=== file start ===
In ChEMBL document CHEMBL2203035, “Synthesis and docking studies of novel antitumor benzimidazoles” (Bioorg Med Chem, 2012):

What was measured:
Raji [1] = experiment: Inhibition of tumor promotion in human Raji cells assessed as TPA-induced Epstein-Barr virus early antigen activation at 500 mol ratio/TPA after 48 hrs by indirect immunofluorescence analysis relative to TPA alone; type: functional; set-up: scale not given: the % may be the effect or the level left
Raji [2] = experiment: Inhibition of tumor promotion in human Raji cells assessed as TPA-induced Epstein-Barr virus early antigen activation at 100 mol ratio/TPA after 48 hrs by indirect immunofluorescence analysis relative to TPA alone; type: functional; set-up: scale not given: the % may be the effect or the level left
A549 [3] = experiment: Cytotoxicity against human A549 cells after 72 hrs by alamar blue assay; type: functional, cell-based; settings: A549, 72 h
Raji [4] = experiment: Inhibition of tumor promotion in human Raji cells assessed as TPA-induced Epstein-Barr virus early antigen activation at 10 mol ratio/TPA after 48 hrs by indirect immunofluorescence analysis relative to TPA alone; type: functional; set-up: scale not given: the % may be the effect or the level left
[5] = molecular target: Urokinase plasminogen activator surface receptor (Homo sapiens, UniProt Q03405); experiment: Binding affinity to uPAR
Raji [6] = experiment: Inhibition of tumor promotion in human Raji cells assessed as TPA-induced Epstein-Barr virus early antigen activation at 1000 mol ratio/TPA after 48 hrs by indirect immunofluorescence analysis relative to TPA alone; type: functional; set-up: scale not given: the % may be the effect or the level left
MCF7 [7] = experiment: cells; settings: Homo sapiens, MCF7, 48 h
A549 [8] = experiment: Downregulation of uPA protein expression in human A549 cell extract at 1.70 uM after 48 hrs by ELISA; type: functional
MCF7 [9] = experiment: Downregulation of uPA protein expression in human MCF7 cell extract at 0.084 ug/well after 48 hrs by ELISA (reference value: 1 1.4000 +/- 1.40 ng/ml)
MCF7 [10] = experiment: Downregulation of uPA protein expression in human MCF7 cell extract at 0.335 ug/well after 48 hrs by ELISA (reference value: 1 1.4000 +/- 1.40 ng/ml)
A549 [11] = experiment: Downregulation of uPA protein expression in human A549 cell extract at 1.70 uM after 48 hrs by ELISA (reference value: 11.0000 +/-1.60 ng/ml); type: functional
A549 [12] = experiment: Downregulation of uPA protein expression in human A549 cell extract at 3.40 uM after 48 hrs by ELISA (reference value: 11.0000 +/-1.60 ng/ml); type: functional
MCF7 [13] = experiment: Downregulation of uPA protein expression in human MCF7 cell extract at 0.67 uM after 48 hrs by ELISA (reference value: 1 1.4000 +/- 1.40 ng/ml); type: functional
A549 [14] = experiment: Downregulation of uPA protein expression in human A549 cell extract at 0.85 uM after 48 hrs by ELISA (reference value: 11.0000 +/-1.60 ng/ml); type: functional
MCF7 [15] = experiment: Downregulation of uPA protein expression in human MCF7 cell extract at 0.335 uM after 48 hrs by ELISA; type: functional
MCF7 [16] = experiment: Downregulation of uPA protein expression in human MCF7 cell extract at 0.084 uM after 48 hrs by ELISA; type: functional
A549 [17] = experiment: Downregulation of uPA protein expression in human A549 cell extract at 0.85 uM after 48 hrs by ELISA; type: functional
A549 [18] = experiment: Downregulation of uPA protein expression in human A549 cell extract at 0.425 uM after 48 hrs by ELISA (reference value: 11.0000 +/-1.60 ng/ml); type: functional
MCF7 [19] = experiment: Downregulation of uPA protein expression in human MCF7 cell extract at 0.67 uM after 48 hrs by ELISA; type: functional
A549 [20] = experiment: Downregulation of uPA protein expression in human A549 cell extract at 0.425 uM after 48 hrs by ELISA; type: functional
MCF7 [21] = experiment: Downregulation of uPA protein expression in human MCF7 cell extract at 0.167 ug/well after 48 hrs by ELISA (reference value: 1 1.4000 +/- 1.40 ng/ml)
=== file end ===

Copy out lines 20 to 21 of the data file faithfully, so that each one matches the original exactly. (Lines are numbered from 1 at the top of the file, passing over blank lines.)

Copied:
A549 [18] = experiment: Downregulation of uPA protein expression in human A549 cell extract at 0.425 uM after 48 hrs by ELISA (reference value: 11.0000 +/-1.60 ng/ml); type: functional
MCF7 [19] = experiment: Downregulation of uPA protein expression in human MCF7 cell extract at 0.67 uM after 48 hrs by ELISA; type: functional